Seedless watermelons are a great option if you’re someone who hates spitting out those pesky seeds. They aren’t technically seedless – they do have tiny seeds, but they’re difficult to notice.
These watermelons usually weigh between 10 and 20 pounds and take 80 or more days to mature. Varieties of seedless watermelon are:
- Queen of Hearts
- King of Hearts
- Jack of Hearts
This type of watermelon is usually referred to as an ‘icebox watermelon’ because you can keep them in the icebox and is enough for one to two people. Watermelons from this category usually only reach 5 to 15 pounds.
The most common variety of this type of watermelon is the ‘sugar baby.’ It’s petite and a great option if you want a taste of watermelon but aren’t planning on feeding a crowd. This variety will fit easily in your fridge, as well.
How to Plant Watermelon
You should plant watermelons when the soil has reached at least 70°F. If you live where you have a shorter growing season, it’s a good idea to start your seeds indoors. However, directly sowing them is recommended as it will give you the best watermelon harvest.
Cover the Ground with Plastic
To begin, you’ll need to cover the area you’re planning on planting your watermelons with black plastic a month before you’re ready to start digging. This will intensify the sunlight and warm the soil.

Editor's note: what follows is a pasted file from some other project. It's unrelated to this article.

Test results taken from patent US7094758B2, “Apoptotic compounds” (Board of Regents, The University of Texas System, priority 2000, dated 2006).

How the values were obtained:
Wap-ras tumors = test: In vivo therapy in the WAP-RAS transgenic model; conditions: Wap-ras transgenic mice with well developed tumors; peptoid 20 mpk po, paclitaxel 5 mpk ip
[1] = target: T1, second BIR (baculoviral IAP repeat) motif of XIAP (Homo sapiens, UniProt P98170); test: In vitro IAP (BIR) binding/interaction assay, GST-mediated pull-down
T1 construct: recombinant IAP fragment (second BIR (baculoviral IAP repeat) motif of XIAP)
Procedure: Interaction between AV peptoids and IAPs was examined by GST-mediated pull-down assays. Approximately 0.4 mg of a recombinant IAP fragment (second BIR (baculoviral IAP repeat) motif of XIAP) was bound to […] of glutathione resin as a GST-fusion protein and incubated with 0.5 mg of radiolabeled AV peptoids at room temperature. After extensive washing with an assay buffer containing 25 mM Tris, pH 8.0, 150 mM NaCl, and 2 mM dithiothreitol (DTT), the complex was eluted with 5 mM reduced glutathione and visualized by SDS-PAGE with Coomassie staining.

Starting Seeds Indoors
If you live where the climate remains colder for more extended periods of time, you’ll have to start your seeds indoors. Here’s what you need to do.
Plant seeds 1/2 inch deep in a seedless starting medium. Water well and keep moist. You should place three seeds per larger cell pack.
Once your seeds are sown, you’ll need to place them on a heat mat, under grow lights, and near a south-facing the window. The goal is to keep the seeds at 80°F.
Thin out your cells after plants have reached 3 inches tall so there’s only one remaining for transplant per cell pack. Leave the strongest, tallest seedling and pull the rest.
When it’s time to plant, harden seeds off for a week and then place the transplants into prepared dirt mounds.
Create mounds of dirt, referred to as hills, for your plants. Be sure to amend your soil as needed with compost and other organic matter to give your watermelons the best possible grow space.
Keep in mind; watermelons prefer soil with a pH of 6-6.8, so test your soil for adequate conditions. Each watermelon can spread up to 20 feet, so make sure your mound is at least 5 feet square.
Inside the hills, you should plant 8 to 10 watermelon seeds. Plant each seed one inch deep in the hill. Be sure to place each hill four feet apart and keep a distance of eight feet between rows.
Once you’ve planted your seeds, it’s a good idea to fertilize. Use a fertilizer that is high in nitrogen for the best results.